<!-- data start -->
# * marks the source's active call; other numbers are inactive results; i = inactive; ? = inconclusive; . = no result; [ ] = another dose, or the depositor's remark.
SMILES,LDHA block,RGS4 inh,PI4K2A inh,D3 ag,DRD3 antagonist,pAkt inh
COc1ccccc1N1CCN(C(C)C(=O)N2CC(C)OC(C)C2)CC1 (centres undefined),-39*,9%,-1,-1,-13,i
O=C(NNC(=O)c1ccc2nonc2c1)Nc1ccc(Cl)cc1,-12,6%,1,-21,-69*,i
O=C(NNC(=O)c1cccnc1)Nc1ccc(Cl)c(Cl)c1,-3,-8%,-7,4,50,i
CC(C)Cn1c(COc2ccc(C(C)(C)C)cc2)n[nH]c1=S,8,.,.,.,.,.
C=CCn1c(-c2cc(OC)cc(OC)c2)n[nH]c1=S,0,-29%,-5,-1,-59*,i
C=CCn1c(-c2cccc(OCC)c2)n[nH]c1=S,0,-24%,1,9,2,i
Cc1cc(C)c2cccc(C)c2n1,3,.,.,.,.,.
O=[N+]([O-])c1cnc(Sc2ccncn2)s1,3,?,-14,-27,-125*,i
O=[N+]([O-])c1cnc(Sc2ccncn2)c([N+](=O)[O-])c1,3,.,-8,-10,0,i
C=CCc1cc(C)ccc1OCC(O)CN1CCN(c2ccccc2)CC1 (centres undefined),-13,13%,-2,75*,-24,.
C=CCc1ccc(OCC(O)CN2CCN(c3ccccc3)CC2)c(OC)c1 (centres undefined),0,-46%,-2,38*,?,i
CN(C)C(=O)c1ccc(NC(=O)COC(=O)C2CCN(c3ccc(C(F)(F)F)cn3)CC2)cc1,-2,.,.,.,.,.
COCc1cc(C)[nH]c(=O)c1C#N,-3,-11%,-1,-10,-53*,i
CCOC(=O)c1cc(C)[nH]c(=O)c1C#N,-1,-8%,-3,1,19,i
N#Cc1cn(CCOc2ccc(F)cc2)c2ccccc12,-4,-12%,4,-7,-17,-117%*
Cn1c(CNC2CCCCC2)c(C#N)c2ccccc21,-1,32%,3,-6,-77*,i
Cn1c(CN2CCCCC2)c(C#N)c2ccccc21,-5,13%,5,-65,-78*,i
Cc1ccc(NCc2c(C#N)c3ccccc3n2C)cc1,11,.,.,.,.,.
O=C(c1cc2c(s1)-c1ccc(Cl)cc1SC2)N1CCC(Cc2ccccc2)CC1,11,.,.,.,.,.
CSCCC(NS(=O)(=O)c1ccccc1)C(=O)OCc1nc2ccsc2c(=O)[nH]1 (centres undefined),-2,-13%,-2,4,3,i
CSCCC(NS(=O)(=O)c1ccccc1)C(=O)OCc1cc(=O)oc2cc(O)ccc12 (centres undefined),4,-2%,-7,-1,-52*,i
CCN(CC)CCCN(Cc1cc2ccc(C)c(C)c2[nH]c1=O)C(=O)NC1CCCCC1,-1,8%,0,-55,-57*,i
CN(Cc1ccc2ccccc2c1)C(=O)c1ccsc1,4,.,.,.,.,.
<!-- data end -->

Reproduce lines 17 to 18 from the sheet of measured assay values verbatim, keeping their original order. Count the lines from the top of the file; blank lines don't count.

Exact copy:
N#Cc1cn(CCOc2ccc(F)cc2)c2ccccc12,-4,-12%,4,-7,-17,-117%*
Cn1c(CNC2CCCCC2)c(C#N)c2ccccc21,-1,32%,3,-6,-77*,i